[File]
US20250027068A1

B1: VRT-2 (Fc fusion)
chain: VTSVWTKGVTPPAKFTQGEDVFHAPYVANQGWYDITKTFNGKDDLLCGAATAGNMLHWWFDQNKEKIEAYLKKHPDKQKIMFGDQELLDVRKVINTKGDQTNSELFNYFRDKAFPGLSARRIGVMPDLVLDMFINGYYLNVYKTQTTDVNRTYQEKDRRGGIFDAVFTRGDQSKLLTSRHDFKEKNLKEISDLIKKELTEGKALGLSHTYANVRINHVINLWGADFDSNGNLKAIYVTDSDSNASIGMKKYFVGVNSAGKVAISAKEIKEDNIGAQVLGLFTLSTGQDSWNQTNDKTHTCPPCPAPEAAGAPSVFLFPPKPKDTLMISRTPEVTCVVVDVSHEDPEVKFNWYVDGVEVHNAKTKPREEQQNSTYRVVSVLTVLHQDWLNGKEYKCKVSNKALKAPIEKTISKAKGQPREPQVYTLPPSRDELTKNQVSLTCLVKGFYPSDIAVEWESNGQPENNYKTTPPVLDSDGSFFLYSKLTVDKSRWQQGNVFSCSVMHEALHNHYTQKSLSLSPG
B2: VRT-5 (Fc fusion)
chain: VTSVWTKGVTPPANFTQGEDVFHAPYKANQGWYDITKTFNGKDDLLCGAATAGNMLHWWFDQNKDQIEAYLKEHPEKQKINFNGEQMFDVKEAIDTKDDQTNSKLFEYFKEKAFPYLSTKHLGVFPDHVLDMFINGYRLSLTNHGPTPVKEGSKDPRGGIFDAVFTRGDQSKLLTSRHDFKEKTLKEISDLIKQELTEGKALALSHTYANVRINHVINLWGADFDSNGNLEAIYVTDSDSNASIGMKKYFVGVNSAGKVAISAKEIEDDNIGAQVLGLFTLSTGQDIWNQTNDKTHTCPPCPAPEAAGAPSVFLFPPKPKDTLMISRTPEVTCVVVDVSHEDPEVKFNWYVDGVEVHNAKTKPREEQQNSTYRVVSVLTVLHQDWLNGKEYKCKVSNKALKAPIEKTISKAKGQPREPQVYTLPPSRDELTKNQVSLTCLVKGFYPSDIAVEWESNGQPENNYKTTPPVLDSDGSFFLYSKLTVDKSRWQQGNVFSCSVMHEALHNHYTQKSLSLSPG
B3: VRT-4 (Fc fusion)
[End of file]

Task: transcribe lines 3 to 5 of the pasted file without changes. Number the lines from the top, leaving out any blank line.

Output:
chain: VTSVWTKGVTPPAKFTQGEDVFHAPYVANQGWYDITKTFNGKDDLLCGAATAGNMLHWWFDQNKEKIEAYLKKHPDKQKIMFGDQELLDVRKVINTKGDQTNSELFNYFRDKAFPGLSARRIGVMPDLVLDMFINGYYLNVYKTQTTDVNRTYQEKDRRGGIFDAVFTRGDQSKLLTSRHDFKEKNLKEISDLIKKELTEGKALGLSHTYANVRINHVINLWGADFDSNGNLKAIYVTDSDSNASIGMKKYFVGVNSAGKVAISAKEIKEDNIGAQVLGLFTLSTGQDSWNQTNDKTHTCPPCPAPEAAGAPSVFLFPPKPKDTLMISRTPEVTCVVVDVSHEDPEVKFNWYVDGVEVHNAKTKPREEQQNSTYRVVSVLTVLHQDWLNGKEYKCKVSNKALKAPIEKTISKAKGQPREPQVYTLPPSRDELTKNQVSLTCLVKGFYPSDIAVEWESNGQPENNYKTTPPVLDSDGSFFLYSKLTVDKSRWQQGNVFSCSVMHEALHNHYTQKSLSLSPG
B2: VRT-5 (Fc fusion)
chain: VTSVWTKGVTPPANFTQGEDVFHAPYKANQGWYDITKTFNGKDDLLCGAATAGNMLHWWFDQNKDQIEAYLKEHPEKQKINFNGEQMFDVKEAIDTKDDQTNSKLFEYFKEKAFPYLSTKHLGVFPDHVLDMFINGYRLSLTNHGPTPVKEGSKDPRGGIFDAVFTRGDQSKLLTSRHDFKEKTLKEISDLIKQELTEGKALALSHTYANVRINHVINLWGADFDSNGNLEAIYVTDSDSNASIGMKKYFVGVNSAGKVAISAKEIEDDNIGAQVLGLFTLSTGQDIWNQTNDKTHTCPPCPAPEAAGAPSVFLFPPKPKDTLMISRTPEVTCVVVDVSHEDPEVKFNWYVDGVEVHNAKTKPREEQQNSTYRVVSVLTVLHQDWLNGKEYKCKVSNKALKAPIEKTISKAKGQPREPQVYTLPPSRDELTKNQVSLTCLVKGFYPSDIAVEWESNGQPENNYKTTPPVLDSDGSFFLYSKLTVDKSRWQQGNVFSCSVMHEALHNHYTQKSLSLSPG